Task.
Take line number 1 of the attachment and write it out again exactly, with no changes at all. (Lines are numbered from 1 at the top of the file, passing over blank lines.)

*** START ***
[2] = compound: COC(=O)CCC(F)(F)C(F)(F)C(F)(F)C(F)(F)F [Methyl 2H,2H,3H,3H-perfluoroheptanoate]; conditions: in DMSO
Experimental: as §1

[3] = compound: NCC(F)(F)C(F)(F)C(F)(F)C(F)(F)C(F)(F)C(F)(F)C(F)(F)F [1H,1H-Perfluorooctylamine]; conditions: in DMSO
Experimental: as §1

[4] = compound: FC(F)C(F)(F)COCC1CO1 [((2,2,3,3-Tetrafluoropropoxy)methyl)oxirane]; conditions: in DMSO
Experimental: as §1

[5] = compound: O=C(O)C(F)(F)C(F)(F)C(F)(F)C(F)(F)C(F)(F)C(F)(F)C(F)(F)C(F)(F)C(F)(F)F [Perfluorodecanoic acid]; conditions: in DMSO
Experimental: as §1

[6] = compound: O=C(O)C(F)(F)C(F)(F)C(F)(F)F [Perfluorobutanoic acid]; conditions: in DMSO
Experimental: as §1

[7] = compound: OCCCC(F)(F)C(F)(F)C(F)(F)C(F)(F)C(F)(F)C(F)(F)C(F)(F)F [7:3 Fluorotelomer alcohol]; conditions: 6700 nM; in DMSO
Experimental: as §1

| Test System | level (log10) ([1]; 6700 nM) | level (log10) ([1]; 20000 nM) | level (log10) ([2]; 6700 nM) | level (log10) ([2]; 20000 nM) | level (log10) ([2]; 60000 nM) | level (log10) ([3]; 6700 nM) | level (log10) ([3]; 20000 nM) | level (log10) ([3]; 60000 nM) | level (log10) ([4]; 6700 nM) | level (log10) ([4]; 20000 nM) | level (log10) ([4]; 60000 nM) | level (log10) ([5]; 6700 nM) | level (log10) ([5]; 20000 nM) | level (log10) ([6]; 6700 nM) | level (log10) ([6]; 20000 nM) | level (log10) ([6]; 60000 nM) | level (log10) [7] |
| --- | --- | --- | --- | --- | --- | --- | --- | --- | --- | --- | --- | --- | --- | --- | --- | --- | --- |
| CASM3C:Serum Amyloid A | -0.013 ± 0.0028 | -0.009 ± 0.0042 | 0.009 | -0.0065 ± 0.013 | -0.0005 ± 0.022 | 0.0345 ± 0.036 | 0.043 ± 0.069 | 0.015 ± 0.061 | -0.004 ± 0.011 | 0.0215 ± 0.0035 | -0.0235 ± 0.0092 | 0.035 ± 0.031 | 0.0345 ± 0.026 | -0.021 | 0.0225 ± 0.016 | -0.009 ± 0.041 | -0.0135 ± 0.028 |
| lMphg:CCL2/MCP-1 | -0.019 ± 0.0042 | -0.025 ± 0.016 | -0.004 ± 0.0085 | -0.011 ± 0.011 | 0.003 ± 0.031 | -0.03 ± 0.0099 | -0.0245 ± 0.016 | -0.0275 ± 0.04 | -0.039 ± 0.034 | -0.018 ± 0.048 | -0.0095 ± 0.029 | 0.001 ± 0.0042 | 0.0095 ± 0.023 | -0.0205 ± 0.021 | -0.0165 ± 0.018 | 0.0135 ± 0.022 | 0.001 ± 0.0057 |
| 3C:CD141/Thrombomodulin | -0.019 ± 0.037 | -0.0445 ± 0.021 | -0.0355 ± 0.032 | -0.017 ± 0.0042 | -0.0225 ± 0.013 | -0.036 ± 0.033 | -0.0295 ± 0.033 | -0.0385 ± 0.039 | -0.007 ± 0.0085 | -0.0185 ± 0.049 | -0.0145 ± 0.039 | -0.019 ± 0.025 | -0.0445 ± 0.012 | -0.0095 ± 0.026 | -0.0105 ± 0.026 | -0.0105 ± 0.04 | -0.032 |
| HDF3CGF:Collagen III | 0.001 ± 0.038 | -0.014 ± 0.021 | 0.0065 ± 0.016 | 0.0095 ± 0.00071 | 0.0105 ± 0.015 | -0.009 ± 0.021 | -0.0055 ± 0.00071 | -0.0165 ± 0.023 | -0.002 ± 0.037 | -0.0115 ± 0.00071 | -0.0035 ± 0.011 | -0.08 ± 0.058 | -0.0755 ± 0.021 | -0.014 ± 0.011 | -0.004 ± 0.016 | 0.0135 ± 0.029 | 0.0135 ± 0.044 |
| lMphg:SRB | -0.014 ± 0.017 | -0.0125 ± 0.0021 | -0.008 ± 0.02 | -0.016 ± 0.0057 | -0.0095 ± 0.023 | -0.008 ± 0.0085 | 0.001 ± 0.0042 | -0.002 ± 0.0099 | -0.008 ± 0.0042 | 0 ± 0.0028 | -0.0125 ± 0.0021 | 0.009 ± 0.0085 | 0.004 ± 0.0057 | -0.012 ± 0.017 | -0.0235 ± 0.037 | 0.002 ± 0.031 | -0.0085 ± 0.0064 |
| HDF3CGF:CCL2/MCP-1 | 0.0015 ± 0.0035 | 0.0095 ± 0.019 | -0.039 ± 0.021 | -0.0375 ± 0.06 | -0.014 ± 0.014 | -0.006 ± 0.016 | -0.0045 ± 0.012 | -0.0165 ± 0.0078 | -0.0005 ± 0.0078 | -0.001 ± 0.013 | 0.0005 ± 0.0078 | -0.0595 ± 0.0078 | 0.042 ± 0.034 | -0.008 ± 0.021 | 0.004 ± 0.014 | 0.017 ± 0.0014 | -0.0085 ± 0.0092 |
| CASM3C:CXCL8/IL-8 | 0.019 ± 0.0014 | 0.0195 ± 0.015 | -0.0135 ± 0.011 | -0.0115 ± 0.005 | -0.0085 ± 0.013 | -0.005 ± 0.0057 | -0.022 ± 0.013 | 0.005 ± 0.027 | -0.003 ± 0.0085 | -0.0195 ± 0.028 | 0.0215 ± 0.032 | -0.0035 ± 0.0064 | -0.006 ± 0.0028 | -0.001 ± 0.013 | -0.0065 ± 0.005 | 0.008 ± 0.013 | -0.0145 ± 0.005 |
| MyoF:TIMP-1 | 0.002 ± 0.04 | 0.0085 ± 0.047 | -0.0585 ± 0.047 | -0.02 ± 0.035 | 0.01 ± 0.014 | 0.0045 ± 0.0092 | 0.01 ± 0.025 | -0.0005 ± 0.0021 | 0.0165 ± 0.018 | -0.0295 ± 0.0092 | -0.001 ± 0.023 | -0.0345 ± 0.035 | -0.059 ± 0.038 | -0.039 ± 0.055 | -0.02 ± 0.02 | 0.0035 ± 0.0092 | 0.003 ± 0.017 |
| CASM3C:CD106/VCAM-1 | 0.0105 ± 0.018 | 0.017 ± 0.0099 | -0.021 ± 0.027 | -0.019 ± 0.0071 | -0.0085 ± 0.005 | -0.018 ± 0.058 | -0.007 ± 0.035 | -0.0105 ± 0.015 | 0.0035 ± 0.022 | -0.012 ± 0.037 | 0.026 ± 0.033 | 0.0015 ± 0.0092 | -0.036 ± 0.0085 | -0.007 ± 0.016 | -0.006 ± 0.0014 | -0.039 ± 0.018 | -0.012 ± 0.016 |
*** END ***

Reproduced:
[2] = compound: COC(=O)CCC(F)(F)C(F)(F)C(F)(F)C(F)(F)F [Methyl 2H,2H,3H,3H-perfluoroheptanoate]; conditions: in DMSO